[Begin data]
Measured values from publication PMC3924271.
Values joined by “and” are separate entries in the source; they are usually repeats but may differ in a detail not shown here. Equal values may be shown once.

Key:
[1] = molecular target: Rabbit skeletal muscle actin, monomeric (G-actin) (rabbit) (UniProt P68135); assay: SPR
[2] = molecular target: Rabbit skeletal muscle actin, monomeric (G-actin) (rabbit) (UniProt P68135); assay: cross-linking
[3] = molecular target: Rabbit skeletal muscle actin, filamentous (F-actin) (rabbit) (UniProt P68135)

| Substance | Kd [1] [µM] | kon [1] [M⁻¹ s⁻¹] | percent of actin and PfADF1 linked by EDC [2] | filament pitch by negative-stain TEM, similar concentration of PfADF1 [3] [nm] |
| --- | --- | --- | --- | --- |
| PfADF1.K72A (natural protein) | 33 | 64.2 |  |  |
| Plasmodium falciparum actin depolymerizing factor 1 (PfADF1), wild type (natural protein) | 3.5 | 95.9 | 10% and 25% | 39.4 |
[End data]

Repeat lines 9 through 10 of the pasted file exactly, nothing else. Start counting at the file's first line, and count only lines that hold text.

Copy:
| PfADF1.K72A (natural protein) | 33 | 64.2 |  |  |
| Plasmodium falciparum actin depolymerizing factor 1 (PfADF1), wild type (natural protein) | 3.5 | 95.9 | 10% and 25% | 39.4 |